Rockefeller policy papers formed the basis of the U.S. government’s report: Healthy People: The Surgeon General’s Report on Health Promotion and Disease Prevention (1979). “Personal excesses” were blamed for “runaway health costs,” and the public was instructed to eat right, get active, stop smoking, drink responsibly, say no to drugs, abstain from sex, work safely, etc.
The capitalist class invented the concept of war as philanthropy, also known as “humanitarian intervention.” Expressing concern for those you attack and urging people to rally around that concern channel revulsion against war into activities that support war and those who profit from it.
The U.S. government “sold” America’s entry into WWI by arguing that it was bringing democracy to Europe. During the U.S. war against Vietnam, villages were bombed “to save them from Communism.” While the United States was bombing Afghanistan, Americans were urged to donate money for Afghan refugees, and medical workers were sent to deliver humanitarian aid.
Philanthropy in the form of “international aid” hides imperial exploitation. Poor countries are typically described as under-developed (lacking opportunity) rather than over-exploited. The $130 billion that is donated annually for development is typically invested in opening or expanding markets for the donors. Moreover, $130 billion is just 6.5 percent of the wealth that flows in the opposite direction. Every year, corporations extract more than $900 billion from poor countries. An additional $600 billion is taken as debt payment. In total more than $2 trillion per year is siphoned from poor countries to rich countries.
Charitable foundations and sponsorships try to seduce us into believing that business cares about what we care about and that its interests are our interests – when none of this is true. Donating a portion of sales to charity attracts customers, builds customer loyalty, expands profits, makes individuals responsible for solving social problems, and hides the fact that capitalism is the problem.
As Frederick Engels explained 170 years ago, capitalists do not give; they take.
“The English capitalist class is charitable out of self-interest; it gives nothing outright, but regards its gifts as a business matter, makes a bargain with the poor, saying:
‘If I spend this much upon benevolent institutions, I thereby purchase the right not to be troubled any further, and you are bound thereby to stay in your dusky holes and not to irritate my tender nerves by exposing your misery. You shall despair as before, but you shall despair unseen, this I require, this I purchase with my subscription of twenty pounds for the infirmary!’
It is infamous, this charity of a Christian capitalist! As though they rendered the workers a service in first sucking out their very life-blood and then placing themselves before the world as mighty benefactors of humanity when they give back to the plundered victims the hundredth part of what belongs to them!”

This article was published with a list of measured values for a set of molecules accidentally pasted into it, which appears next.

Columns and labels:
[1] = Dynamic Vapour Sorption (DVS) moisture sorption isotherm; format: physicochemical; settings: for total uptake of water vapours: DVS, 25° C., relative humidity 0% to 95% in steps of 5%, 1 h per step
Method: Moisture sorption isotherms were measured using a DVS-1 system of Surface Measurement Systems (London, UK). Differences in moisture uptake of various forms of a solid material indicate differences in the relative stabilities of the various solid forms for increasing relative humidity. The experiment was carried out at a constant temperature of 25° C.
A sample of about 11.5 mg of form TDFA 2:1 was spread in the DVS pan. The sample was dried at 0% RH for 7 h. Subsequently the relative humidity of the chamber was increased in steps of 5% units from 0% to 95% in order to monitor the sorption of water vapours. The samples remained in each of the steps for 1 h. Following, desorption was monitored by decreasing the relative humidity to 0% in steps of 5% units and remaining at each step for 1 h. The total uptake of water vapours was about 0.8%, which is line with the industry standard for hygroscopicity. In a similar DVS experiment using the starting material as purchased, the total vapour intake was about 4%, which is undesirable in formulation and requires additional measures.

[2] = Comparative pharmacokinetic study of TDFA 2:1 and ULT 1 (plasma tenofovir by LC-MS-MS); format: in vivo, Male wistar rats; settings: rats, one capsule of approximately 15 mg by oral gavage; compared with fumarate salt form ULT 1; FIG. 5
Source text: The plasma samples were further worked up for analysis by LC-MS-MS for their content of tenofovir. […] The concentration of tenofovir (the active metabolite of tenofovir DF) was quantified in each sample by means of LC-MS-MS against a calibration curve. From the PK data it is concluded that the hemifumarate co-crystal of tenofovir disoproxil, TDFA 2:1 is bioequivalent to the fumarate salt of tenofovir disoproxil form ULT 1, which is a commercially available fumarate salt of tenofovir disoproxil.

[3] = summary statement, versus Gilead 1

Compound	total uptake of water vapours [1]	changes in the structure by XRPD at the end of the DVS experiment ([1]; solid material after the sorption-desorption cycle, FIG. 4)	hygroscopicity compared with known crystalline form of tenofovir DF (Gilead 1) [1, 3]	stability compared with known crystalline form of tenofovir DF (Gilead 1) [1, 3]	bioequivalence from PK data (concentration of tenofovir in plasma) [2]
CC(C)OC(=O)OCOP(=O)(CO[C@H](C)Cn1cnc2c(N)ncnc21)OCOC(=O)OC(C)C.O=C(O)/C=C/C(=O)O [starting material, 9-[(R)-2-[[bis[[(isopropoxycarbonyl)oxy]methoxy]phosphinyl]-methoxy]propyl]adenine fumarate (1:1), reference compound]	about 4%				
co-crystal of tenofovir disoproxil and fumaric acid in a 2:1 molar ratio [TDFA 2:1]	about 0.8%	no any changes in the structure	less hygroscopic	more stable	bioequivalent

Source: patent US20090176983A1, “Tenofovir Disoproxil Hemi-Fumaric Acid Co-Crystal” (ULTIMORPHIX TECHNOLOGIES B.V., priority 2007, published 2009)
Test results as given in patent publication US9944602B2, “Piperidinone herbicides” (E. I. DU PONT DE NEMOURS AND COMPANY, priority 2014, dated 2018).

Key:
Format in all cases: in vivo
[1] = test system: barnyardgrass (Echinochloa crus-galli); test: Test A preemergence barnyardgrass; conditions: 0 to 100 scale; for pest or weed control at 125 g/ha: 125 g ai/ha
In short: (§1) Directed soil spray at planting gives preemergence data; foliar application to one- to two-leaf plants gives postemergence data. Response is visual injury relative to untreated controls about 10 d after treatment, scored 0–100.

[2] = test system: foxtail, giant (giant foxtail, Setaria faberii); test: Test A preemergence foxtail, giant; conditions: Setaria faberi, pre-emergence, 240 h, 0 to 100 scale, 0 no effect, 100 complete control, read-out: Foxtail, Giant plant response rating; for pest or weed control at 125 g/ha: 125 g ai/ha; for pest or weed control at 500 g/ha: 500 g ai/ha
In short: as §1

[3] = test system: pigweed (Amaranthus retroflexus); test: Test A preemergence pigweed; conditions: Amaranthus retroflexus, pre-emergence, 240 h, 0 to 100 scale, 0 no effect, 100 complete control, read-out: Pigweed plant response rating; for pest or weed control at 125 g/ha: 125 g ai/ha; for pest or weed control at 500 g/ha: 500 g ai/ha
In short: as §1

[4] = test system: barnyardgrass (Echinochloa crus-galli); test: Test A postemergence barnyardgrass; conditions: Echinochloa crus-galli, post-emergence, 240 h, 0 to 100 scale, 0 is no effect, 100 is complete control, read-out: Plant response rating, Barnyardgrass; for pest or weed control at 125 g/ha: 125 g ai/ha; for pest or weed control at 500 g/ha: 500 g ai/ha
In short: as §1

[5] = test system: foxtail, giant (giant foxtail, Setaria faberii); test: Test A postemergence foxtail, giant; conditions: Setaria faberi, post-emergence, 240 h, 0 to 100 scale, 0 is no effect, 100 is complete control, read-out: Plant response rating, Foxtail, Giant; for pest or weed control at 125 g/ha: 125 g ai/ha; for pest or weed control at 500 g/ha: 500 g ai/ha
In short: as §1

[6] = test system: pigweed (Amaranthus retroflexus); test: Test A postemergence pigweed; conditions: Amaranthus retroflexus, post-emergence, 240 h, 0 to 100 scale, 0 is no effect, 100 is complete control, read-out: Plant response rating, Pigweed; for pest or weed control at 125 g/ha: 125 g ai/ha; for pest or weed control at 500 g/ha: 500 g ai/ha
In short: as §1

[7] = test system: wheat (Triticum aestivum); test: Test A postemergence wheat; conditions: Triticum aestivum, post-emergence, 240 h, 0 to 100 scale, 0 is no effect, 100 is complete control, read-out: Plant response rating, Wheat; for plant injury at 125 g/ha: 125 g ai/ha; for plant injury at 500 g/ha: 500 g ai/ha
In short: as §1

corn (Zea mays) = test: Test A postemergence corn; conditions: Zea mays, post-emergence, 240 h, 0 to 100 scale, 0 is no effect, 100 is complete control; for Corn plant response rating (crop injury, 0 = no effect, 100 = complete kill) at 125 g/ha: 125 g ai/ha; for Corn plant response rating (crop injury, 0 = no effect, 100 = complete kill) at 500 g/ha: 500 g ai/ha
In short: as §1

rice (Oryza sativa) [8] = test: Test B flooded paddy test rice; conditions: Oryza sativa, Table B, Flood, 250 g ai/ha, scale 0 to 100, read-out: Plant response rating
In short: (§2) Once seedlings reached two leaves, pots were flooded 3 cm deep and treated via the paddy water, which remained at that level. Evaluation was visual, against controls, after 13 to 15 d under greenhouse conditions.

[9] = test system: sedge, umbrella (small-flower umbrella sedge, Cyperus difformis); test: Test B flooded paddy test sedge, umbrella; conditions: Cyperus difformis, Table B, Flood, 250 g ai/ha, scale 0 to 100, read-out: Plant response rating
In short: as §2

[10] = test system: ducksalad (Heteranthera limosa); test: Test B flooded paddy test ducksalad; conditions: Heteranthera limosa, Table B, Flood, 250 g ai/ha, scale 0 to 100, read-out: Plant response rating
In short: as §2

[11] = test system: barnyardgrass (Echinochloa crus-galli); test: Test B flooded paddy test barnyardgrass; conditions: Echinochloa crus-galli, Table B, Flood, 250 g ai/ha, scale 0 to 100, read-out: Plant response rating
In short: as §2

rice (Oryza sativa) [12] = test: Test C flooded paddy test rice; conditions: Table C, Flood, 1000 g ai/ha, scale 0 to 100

In 2003, the world’s richest man went to Botswana to meet with some of the world’s poorest prostitutes to promote safe sex. The media praised Gates for his compassion. No one questioned why Gates’ fortune is four times larger than the entire GDP of Botswana. The $2 billion (USD) that the Gates Foundation distributes every year is a measly 2.5 percent of Gates’ fortune and provides him with hefty tax deductions.
Philanthropic foundations pay little or no taxes on their income, and most contributions are tax deductible. This practice removes billions from the public coffers. Even though foundation funds are largely subsidized by the public, it has no say in how the money is spent. Private philanthropies are accountable only to their business-dominated boards of directors. As a result, their projects never challenge class relations or interrupt the flow of profit.
Capitalists never give money away with no strings attached. Providing “a hand-up instead of a hand-out” promotes the belief that people are poor because they lack opportunity, not because the capitalist class hoards the surplus. Capitalists disdain “hand-outs.” Carnegie argued that giving people money encourages, “the slothful, the drunken, the unworthy.” Of course, the capitalists take all the hand-outs they can get.
Workers are the only true philanthropists. The working class gives to the capitalist class in three ways: producing surplus that is taken by the employers instead of being used to meet human needs; paying taxes that support the wealthy instead of meeting human needs; and donating to charity, so the rich and powerful do not have to pay for the misery they create.
While workers give more to charities than corporations, our giving does not make life better. The more we give to charity, the more governments cut social services and transfer the money to businesses.
Today, the richest 300 individuals in the world have as much wealth as the poorest 3 billion people (equivalent to the entire populations of India, China, Brazil and the United States). By 2016, just one percent of the world’s population will own more wealth than everyone else combined. As the rich get richer, our lives become more deprived, more difficult, and more desperate.
In a world of abundance, we need solidarity, not charity. We need to expose capitalist philanthropy for what it is — a means to deceive and confuse workers.
Susan Rosenthal is a physician and the author of Sick and Sicker: Essays on Class, Health and Healthcare and Power and Powerlessness: Social Power is Necessary for Human Health. This article was published by susanrosenthal.com.